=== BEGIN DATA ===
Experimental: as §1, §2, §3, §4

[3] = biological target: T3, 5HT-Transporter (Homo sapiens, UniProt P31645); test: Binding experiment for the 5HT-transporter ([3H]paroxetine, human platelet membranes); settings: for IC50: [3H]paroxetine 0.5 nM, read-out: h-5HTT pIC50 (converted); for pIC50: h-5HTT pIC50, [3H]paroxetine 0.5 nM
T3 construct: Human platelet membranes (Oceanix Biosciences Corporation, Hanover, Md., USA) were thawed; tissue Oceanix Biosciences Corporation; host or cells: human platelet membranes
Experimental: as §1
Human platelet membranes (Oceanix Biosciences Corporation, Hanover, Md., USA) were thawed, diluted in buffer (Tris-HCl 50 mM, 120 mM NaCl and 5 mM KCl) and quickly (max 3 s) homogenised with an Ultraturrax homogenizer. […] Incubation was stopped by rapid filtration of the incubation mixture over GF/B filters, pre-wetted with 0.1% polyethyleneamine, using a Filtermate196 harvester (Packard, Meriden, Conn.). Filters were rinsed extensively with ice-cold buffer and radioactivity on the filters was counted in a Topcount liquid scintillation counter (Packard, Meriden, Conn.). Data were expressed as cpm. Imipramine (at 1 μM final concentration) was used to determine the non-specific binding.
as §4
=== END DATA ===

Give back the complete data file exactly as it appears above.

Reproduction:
Experimental: as §1, §2, §3, §4

[3] = biological target: T3, 5HT-Transporter (Homo sapiens, UniProt P31645); test: Binding experiment for the 5HT-transporter ([3H]paroxetine, human platelet membranes); settings: for IC50: [3H]paroxetine 0.5 nM, read-out: h-5HTT pIC50 (converted); for pIC50: h-5HTT pIC50, [3H]paroxetine 0.5 nM
T3 construct: Human platelet membranes (Oceanix Biosciences Corporation, Hanover, Md., USA) were thawed; tissue Oceanix Biosciences Corporation; host or cells: human platelet membranes
Experimental: as §1
Human platelet membranes (Oceanix Biosciences Corporation, Hanover, Md., USA) were thawed, diluted in buffer (Tris-HCl 50 mM, 120 mM NaCl and 5 mM KCl) and quickly (max 3 s) homogenised with an Ultraturrax homogenizer. […] Incubation was stopped by rapid filtration of the incubation mixture over GF/B filters, pre-wetted with 0.1% polyethyleneamine, using a Filtermate196 harvester (Packard, Meriden, Conn.). Filters were rinsed extensively with ice-cold buffer and radioactivity on the filters was counted in a Topcount liquid scintillation counter (Packard, Meriden, Conn.). Data were expressed as cpm. Imipramine (at 1 μM final concentration) was used to determine the non-specific binding.
as §4